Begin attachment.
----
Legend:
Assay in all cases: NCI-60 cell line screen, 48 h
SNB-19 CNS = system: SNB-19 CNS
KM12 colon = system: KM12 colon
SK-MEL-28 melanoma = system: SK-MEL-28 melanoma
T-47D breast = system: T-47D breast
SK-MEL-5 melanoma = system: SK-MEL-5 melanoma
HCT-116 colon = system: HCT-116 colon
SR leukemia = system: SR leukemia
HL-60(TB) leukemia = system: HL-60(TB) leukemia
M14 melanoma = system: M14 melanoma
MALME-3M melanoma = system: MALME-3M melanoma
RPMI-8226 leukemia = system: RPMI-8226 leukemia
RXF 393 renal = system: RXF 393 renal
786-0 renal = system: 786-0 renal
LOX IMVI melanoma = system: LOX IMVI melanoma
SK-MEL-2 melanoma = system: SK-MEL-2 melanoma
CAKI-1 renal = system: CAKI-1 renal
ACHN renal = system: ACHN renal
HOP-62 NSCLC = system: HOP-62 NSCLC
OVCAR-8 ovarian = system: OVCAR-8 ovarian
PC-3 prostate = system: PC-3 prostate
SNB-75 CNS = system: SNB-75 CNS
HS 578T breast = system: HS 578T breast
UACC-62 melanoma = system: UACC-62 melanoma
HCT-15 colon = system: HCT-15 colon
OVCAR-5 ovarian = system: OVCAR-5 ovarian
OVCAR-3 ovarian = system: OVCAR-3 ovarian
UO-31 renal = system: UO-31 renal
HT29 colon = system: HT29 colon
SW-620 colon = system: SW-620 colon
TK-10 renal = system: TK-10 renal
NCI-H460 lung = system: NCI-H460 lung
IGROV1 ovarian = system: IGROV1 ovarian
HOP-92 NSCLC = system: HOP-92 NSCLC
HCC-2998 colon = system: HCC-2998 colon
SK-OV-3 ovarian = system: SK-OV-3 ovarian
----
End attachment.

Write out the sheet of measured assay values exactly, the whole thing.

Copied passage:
Legend:
Assay in all cases: NCI-60 cell line screen, 48 h
SNB-19 CNS = system: SNB-19 CNS
KM12 colon = system: KM12 colon
SK-MEL-28 melanoma = system: SK-MEL-28 melanoma
T-47D breast = system: T-47D breast
SK-MEL-5 melanoma = system: SK-MEL-5 melanoma
HCT-116 colon = system: HCT-116 colon
SR leukemia = system: SR leukemia
HL-60(TB) leukemia = system: HL-60(TB) leukemia
M14 melanoma = system: M14 melanoma
MALME-3M melanoma = system: MALME-3M melanoma
RPMI-8226 leukemia = system: RPMI-8226 leukemia
RXF 393 renal = system: RXF 393 renal
786-0 renal = system: 786-0 renal
LOX IMVI melanoma = system: LOX IMVI melanoma
SK-MEL-2 melanoma = system: SK-MEL-2 melanoma
CAKI-1 renal = system: CAKI-1 renal
ACHN renal = system: ACHN renal
HOP-62 NSCLC = system: HOP-62 NSCLC
OVCAR-8 ovarian = system: OVCAR-8 ovarian
PC-3 prostate = system: PC-3 prostate
SNB-75 CNS = system: SNB-75 CNS
HS 578T breast = system: HS 578T breast
UACC-62 melanoma = system: UACC-62 melanoma
HCT-15 colon = system: HCT-15 colon
OVCAR-5 ovarian = system: OVCAR-5 ovarian
OVCAR-3 ovarian = system: OVCAR-3 ovarian
UO-31 renal = system: UO-31 renal
HT29 colon = system: HT29 colon
SW-620 colon = system: SW-620 colon
TK-10 renal = system: TK-10 renal
NCI-H460 lung = system: NCI-H460 lung
IGROV1 ovarian = system: IGROV1 ovarian
HOP-92 NSCLC = system: HOP-92 NSCLC
HCC-2998 colon = system: HCC-2998 colon
SK-OV-3 ovarian = system: SK-OV-3 ovarian